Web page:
Posted on 18th December 2018 by Media Relations
Taronga Western Plains Zoo continues to play a pivotal role in the preservation of the Great Barrier Reef with Dr Rebecca Hobbs returning from the annual spawning event with cryopreserved coral sperm samples to be stored in the Taronga CryoDiversity Bank in Dubbo.
Collaborators and scientists came together at the Australian Institute of Marine Science (AIMS) in late November in the National Sea Simulator at AIMS in Townsville to collect coral samples at this year’s main spawning event. Scientists from the Taronga Conservation Society Australia and Smithsonian Conservation Biology Institute (SCBI) were on hand to cryopreserve these samples.
The Reef Recovery program has been running since 2011 and during this time has cryopreserved samples from 21 different coral species that are stored in Dubbo.
“We now have a variety of hard coral species represented in our bank here at the Zoo, including branching (table and staghorn) and brain (massive and encrusting) corals,” said Dr Rebecca Hobbs, Senior Reproductive Biologist.
To maximize the genetic diversity of samples represented in the bank, the team has been collecting samples from different regions of the reef for the last three years. This year was the first opportunity the team has had to collect samples from previously bleached areas of the Northern Great Barrier Reef. This was made possible by the generous support of the Great Barrier Reef Legacy expedition and Great Barrier Reef Foundation.
“The program has helped establish principles for the use of cryopresved coral sperm in future reef management and restoration efforts.”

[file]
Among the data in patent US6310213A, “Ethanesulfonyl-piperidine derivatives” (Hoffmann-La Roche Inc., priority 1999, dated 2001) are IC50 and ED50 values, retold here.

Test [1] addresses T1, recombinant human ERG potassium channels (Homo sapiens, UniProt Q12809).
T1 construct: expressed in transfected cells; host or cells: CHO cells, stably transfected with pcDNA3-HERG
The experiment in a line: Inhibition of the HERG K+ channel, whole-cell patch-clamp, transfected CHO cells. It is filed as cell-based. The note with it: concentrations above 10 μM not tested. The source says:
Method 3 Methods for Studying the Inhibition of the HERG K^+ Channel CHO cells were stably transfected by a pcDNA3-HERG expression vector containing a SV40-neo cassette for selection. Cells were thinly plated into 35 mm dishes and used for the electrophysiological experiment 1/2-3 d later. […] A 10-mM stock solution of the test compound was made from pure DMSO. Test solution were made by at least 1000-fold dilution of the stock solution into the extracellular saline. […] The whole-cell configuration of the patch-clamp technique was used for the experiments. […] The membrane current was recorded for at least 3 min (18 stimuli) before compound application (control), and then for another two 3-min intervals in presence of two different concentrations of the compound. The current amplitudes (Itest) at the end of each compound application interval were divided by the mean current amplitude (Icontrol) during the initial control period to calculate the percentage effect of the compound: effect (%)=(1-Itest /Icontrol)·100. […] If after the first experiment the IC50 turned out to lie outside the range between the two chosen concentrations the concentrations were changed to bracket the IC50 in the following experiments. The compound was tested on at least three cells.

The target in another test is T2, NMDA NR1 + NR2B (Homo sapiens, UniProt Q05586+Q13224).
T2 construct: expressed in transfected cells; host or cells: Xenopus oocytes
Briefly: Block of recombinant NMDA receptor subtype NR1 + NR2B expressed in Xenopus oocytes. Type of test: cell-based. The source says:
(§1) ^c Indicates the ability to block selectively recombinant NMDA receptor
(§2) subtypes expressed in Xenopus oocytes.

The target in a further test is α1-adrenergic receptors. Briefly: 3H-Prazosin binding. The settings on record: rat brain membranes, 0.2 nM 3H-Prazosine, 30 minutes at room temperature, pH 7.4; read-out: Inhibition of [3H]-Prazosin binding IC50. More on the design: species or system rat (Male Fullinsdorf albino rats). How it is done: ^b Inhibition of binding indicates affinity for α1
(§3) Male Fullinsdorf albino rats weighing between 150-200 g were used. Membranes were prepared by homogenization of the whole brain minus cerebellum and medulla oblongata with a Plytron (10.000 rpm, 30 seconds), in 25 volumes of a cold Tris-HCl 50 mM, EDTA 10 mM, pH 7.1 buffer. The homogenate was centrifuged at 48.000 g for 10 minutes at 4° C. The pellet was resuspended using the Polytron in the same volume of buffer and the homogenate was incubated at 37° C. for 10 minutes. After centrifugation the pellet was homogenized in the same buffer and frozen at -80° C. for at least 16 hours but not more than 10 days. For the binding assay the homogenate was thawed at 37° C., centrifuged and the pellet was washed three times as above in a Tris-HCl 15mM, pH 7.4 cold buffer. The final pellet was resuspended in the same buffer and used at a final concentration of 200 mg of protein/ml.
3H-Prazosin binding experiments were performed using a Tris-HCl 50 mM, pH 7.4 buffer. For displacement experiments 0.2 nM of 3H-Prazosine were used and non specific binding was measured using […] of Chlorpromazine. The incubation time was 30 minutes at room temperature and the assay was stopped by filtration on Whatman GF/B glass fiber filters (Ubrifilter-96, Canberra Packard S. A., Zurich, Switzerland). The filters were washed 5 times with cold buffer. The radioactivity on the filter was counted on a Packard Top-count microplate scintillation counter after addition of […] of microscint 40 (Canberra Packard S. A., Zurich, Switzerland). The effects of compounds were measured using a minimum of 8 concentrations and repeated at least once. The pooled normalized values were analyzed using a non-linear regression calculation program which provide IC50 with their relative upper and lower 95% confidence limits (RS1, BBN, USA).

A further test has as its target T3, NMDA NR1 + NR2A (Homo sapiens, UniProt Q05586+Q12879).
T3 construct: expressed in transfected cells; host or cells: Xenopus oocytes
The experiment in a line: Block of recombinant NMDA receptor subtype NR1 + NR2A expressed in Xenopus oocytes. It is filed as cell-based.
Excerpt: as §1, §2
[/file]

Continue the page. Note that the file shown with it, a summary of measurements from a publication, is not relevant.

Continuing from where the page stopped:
“The Reef Recovery Program is a great opportunity to work with my fellow collaborators and scientists, it allows us to bring together so many unique and specific skill sets in order to help protect the future of the Great Barrier Reef,” said Dr Hobbs.
Whilst at AIMS, scientists also conducted a cross-fertilisation experiment to test whether sperm banked from the central region of the Great Barrier Reef in 2012 and 2013 could fertilise fresh eggs from the northern region of the Great Barrier Reef.
“The cross-fertilisation experiments saw promising results and we are in the process of analysing the data,” said Dr Hobbs.
“This is the first time we have used the coral samples stored here in Dubbo to undertake an experiment like this and is great to see the program further evolve to safeguard the Great Barrier Reef.”
The samples collected from the Great Barrier Reef can remain frozen, but alive, for hundreds of years. They will be critical to support the structure and future of Australia’s reefs, because if needed, they could be used to restore and potentially reseed reefs.